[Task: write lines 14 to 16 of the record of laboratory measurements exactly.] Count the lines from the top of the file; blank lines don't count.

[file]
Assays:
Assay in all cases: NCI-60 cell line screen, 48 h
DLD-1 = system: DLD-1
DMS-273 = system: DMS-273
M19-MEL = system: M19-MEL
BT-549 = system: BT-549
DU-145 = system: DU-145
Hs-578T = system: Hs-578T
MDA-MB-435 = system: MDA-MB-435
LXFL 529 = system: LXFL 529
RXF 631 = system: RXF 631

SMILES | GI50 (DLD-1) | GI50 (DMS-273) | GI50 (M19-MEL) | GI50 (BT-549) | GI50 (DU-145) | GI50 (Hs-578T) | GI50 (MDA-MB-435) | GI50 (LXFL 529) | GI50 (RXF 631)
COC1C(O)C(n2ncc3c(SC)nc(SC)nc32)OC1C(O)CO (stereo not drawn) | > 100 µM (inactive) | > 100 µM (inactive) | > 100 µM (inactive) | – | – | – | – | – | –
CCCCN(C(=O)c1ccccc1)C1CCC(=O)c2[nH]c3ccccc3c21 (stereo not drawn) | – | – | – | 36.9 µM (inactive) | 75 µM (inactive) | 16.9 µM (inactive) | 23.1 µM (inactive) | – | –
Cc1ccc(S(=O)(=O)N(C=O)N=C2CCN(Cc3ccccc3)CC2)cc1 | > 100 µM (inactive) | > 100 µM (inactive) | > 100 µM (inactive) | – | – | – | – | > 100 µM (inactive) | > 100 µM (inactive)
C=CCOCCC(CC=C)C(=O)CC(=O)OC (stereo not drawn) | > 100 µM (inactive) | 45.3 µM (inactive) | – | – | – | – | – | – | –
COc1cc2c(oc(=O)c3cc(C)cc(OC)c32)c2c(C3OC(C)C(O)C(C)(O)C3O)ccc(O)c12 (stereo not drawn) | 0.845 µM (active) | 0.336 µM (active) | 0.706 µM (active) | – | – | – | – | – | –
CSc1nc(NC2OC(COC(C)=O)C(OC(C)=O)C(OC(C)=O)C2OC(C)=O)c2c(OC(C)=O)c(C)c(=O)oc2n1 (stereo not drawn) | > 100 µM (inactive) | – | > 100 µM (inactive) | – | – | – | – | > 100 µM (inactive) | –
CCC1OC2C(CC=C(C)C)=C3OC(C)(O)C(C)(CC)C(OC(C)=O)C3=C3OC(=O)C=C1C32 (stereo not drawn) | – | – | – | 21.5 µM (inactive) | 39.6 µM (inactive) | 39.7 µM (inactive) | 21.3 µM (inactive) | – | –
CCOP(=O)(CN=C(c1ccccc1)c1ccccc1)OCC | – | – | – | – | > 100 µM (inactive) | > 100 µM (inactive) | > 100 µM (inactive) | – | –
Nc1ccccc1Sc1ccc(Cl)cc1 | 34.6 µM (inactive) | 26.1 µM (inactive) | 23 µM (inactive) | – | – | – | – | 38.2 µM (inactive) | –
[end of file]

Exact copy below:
CCCCN(C(=O)c1ccccc1)C1CCC(=O)c2[nH]c3ccccc3c21 (stereo not drawn) | – | – | – | 36.9 µM (inactive) | 75 µM (inactive) | 16.9 µM (inactive) | 23.1 µM (inactive) | – | –
Cc1ccc(S(=O)(=O)N(C=O)N=C2CCN(Cc3ccccc3)CC2)cc1 | > 100 µM (inactive) | > 100 µM (inactive) | > 100 µM (inactive) | – | – | – | – | > 100 µM (inactive) | > 100 µM (inactive)
C=CCOCCC(CC=C)C(=O)CC(=O)OC (stereo not drawn) | > 100 µM (inactive) | 45.3 µM (inactive) | – | – | – | – | – | – | –